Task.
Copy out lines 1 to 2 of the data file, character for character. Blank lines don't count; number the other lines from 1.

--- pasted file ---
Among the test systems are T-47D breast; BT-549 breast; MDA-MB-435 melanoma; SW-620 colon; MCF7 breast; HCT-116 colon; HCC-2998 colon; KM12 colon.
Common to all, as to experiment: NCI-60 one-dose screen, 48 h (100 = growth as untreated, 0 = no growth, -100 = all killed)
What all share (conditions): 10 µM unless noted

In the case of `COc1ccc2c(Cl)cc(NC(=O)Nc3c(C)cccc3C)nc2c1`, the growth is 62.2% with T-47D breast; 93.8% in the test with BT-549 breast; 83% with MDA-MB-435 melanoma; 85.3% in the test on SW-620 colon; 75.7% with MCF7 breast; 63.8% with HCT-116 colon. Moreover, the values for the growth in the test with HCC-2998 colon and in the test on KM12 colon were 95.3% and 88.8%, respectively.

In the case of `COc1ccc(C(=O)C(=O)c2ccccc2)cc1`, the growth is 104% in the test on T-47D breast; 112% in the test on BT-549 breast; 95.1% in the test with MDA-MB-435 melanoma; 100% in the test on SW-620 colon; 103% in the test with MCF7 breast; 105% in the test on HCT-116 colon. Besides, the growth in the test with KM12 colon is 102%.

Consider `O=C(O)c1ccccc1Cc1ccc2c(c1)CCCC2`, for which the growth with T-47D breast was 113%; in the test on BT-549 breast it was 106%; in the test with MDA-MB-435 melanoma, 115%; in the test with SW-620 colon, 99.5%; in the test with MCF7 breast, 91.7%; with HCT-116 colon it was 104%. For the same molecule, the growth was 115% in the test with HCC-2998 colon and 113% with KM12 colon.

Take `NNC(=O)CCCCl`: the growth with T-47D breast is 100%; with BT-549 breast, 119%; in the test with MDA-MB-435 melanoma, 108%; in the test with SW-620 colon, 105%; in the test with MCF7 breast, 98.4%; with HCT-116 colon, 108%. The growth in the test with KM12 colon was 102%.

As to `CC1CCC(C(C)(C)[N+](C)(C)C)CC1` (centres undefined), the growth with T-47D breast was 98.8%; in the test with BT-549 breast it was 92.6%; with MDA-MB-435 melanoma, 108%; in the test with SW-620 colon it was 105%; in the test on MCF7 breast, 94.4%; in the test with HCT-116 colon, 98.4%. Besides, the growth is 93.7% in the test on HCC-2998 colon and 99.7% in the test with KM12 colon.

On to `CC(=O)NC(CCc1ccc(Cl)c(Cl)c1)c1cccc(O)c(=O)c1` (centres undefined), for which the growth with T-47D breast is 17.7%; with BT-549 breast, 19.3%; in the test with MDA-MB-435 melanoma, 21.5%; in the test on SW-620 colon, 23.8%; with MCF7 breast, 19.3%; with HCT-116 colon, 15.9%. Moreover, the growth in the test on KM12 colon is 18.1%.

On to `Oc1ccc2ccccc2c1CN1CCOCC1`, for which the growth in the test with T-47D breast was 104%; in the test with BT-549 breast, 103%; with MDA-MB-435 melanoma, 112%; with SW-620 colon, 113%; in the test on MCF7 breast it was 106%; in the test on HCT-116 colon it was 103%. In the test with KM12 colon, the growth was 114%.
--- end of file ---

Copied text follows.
Among the test systems are T-47D breast; BT-549 breast; MDA-MB-435 melanoma; SW-620 colon; MCF7 breast; HCT-116 colon; HCC-2998 colon; KM12 colon.
Common to all, as to experiment: NCI-60 one-dose screen, 48 h (100 = growth as untreated, 0 = no growth, -100 = all killed)